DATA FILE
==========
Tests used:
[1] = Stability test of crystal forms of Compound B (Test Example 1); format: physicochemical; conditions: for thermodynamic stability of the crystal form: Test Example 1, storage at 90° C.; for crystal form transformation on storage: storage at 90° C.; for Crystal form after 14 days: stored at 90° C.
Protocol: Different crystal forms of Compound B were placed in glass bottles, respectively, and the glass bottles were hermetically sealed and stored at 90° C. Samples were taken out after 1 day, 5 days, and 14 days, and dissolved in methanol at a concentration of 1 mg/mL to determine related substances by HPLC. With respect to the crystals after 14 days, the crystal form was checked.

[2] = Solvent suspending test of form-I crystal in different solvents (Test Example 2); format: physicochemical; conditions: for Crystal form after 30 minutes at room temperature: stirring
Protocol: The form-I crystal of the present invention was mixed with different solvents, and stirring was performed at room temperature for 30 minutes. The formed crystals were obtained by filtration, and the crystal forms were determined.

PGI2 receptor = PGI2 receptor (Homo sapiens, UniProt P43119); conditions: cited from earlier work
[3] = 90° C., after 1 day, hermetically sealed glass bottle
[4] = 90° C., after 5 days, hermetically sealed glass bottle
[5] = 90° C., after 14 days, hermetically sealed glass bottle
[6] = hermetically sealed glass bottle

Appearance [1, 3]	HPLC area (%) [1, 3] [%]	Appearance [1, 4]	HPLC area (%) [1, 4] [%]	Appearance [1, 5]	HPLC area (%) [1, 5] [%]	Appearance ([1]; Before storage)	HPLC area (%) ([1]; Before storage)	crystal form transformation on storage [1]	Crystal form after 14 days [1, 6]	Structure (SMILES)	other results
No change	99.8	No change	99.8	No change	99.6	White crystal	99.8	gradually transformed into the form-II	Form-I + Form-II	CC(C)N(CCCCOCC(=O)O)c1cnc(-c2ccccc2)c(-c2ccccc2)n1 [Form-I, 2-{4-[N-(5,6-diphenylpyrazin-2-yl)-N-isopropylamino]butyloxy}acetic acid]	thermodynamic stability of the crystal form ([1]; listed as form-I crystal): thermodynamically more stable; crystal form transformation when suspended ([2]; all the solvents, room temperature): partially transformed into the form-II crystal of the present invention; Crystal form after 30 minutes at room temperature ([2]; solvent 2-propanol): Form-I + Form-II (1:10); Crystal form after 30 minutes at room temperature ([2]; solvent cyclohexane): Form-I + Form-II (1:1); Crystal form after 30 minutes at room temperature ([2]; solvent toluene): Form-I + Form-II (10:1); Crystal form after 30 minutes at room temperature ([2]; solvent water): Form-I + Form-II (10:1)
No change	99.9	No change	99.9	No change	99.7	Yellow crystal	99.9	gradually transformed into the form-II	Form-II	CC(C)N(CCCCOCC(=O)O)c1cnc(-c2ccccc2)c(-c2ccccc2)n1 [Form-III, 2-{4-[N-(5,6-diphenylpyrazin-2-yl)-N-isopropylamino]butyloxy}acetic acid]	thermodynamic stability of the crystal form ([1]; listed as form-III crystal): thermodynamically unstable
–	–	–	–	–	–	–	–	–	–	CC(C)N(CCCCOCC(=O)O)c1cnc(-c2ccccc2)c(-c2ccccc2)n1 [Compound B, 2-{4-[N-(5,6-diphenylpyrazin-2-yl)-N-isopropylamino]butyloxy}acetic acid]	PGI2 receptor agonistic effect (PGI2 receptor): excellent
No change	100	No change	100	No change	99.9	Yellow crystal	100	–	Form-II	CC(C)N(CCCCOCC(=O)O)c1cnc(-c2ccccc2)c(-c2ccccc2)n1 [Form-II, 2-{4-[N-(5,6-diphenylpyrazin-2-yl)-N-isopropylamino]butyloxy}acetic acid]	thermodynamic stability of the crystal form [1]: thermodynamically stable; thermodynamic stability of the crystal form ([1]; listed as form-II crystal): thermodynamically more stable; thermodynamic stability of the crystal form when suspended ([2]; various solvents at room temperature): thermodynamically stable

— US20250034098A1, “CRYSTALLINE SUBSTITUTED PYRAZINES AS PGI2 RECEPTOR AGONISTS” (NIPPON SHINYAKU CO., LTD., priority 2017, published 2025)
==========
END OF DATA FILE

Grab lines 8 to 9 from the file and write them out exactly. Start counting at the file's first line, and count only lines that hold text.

[4] = 90° C., after 5 days, hermetically sealed glass bottle
[5] = 90° C., after 14 days, hermetically sealed glass bottle